* Euro steadies after Thursday's 0.9 pct drop
* ECB Draghi's comments on deposit rates dents euro
* Focus turns to U.S. jobs data due Friday
SINGAPORE, May 3 (Reuters) - The euro inched higher versus the dollar on Friday, steadying somewhat after sliding the previous day as the European Central Bank cut interest rates and held out the possibility of further policy action.
The ECB cut its benchmark refinancing rate by 25 basis points to a record low 0.5 percent on Thursday in a widely expected move.
The single currency came under pressure after ECB President Mario Draghi said the bank is technically ready for negative deposit rates and noted downside risks to the economy.
A negative deposit rate would mean banks would have to pay the ECB for holding euro deposits. Such a move could drive money out of the euro zone into other higher-yielding assets and encourage the banks to lend out money rather than hold it at the central bank.
The euro inched up 0.1 percent to about $1.3071, steadying a bit after its 0.9 percent drop on Thursday.
With the euro in retreat, the dollar rose versus a basket of currencies.
The dollar index last stood at 82.194, holding well above a two-month low of 81.331 that was set on Wednesday.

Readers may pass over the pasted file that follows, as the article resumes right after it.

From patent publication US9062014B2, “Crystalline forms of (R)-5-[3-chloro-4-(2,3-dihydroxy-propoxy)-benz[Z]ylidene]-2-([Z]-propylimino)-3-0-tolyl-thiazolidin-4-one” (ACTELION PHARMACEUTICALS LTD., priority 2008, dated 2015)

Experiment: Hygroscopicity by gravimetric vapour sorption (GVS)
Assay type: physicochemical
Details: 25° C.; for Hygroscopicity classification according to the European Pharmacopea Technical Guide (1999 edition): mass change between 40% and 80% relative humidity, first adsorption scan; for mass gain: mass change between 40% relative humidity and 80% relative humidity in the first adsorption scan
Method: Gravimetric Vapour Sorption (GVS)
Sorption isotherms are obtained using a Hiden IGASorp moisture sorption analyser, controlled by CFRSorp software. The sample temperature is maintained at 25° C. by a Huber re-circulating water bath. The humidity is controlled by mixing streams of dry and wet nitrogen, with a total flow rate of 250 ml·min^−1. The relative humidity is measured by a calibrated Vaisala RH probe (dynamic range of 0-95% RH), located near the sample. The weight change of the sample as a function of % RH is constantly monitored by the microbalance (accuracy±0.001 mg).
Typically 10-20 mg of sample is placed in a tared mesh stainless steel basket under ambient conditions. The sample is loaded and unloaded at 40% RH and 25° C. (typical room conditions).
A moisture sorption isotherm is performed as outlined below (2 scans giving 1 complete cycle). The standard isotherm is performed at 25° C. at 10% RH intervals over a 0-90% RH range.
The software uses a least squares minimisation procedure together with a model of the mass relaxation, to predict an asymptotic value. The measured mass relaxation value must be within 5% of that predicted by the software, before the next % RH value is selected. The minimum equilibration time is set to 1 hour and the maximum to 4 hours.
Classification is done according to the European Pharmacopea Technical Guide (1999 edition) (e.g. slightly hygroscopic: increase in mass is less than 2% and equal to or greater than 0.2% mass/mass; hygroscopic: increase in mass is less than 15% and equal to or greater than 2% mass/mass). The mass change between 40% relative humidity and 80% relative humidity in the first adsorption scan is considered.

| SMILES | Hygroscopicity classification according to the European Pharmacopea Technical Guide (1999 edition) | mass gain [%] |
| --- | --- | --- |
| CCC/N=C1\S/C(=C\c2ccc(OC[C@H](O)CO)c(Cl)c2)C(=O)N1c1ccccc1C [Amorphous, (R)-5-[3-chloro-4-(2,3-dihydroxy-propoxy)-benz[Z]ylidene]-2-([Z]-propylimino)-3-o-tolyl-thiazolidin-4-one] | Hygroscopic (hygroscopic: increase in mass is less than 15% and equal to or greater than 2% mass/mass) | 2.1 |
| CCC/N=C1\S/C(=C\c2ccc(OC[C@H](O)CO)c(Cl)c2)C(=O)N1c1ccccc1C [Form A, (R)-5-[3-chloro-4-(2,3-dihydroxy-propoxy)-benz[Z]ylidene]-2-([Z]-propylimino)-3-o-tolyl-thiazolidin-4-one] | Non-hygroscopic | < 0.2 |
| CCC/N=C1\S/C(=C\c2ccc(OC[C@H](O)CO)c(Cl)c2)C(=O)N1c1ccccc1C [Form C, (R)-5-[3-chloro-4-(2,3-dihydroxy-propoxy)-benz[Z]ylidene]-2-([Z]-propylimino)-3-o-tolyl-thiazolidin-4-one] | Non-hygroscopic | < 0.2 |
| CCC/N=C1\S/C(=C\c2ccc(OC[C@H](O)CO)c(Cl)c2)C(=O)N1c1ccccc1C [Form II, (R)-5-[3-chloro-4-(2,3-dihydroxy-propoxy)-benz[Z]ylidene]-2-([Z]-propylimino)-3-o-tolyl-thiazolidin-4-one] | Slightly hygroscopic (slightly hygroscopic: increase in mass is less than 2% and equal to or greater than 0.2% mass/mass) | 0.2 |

Investors' focus now shifts to Friday's U.S. non-farm payrolls report for April. Economists polled by Reuters are looking for job growth of 145,000 last month, up from 88,000 for March. The unemployment rate is seen holding steady at 7.6 percent.
Given a weak reading on private sector hiring released earlier this week, market players probably suspect that the jobs data might come in weaker, said Satoshi Okagawa, senior global markets analyst for Sumitomo Mitsui Banking Corporation in Singapore.
"I don't think there will be that much of an impact even if it were to come in at around 100,000 or so," Okagawa said, referring to nonfarm payrolls.
If the jobs data adds to recent signs of a softening in the U.S. economy, it could intensify speculation that the Fed is unlikely to scale back its bond purchases very soon, and that its next move might even be to increase its debt buying programme. Such talk would likely weigh on the dollar.
In an encouraging sign for the U.S. labour market's outlook, data released on Thursday showed that the number of Americans filing new jobless benefits claims fell sharply last week to its lowest level since the early days of the 2007-09 recession.
The report on jobless claims helped give a lift to the dollar against the yen on Thursday, although it has no direct bearing on Friday's April jobs data.
Against the yen, the dollar held steady at 98.01 yen. The dollar rose about 0.7 percent on Thursday and pulled away from a two-week low of 96.99 yen set on April 30.
The dollar hit a four-year high of 99.95 yen in April after the Bank of Japan unveiled its drastic monetary stimulus programme, but its rally has stalled in the past few weeks after it met firm resistance near the psychologically important 100 yen level.